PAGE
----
Takashi Miike’s Ichi the Killer caused quite a stir upon its 2001 release, its graphic scenes of violence and sadism leading to cuts and outright bans in many countries. Coming two years after the masterful Audition, it also helped to bring the celebrated director firmly to the attention of Western audiences partial to cinema’s more extreme side. As revealed this week in Variety, the blood-drenched opus has now undergone a brand new restoration which is to be screened at this year’s Cannes Film Festival.
The restoration was handled by Hong Kong-based L’Immagine Rittrovata Asia for Emperor Motion Picture, who originally co-produced the film. Talking to Variety, Emperor’s head of international sales May Yip said: “Miike is prolific, but ‘Ichi the Killer’ stands out as something special. Unfortunately, the materials were in very poor condition as it was shot in Beta and only later converted to 35mm. So, given that there was enduring interest and licenses expiring, we took the decision to restore it. The result will be better, even gorier.”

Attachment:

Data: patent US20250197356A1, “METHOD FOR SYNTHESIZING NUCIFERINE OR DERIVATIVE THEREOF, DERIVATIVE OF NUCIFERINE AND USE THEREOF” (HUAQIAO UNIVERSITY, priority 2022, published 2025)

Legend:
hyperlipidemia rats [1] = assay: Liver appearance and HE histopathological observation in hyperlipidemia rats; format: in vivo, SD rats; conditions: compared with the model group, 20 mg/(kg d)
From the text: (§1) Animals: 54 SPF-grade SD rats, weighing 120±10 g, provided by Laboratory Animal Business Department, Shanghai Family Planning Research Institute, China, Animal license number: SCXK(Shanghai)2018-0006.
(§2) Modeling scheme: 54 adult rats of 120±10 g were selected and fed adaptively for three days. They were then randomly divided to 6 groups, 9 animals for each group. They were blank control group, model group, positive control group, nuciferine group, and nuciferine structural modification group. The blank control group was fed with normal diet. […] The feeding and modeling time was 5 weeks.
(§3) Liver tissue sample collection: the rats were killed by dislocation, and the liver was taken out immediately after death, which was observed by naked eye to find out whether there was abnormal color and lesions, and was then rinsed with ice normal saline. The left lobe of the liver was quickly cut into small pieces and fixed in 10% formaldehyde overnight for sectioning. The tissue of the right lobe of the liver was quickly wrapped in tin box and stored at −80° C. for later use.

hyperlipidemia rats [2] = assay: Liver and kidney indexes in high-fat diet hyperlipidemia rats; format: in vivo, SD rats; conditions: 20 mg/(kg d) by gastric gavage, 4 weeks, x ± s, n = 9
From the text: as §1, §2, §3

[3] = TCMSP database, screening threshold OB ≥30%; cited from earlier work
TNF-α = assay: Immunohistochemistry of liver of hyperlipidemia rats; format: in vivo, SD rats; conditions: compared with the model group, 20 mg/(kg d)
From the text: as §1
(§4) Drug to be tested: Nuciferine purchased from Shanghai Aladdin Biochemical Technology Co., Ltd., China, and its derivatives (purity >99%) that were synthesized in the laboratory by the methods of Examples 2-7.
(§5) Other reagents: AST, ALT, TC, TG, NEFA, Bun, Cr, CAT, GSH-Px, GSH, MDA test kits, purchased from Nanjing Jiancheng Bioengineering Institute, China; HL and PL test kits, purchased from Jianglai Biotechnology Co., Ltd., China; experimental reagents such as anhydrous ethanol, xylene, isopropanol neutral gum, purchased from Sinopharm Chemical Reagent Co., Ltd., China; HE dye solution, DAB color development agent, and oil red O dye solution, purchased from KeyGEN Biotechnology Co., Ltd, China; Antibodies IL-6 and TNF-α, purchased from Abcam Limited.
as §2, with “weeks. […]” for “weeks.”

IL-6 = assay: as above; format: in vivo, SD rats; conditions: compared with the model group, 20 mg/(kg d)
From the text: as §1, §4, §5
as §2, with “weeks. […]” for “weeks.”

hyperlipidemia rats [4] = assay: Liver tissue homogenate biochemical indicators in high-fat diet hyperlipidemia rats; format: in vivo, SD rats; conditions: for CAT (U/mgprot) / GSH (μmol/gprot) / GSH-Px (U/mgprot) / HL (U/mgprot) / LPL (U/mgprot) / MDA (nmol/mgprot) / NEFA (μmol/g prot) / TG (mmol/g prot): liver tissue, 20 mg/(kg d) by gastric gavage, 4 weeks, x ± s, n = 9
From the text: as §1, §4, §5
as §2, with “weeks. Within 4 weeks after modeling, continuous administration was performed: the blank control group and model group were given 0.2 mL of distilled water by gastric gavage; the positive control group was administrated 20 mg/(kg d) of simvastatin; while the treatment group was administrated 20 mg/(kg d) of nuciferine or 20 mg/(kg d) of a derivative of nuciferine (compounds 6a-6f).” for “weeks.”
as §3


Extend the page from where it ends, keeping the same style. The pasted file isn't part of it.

Miike will be on the Croisette at Cannes this year for the fifth time, with his Samurai drama Blade of the Immortal.
Words: Kevan Farrow (@KevanX)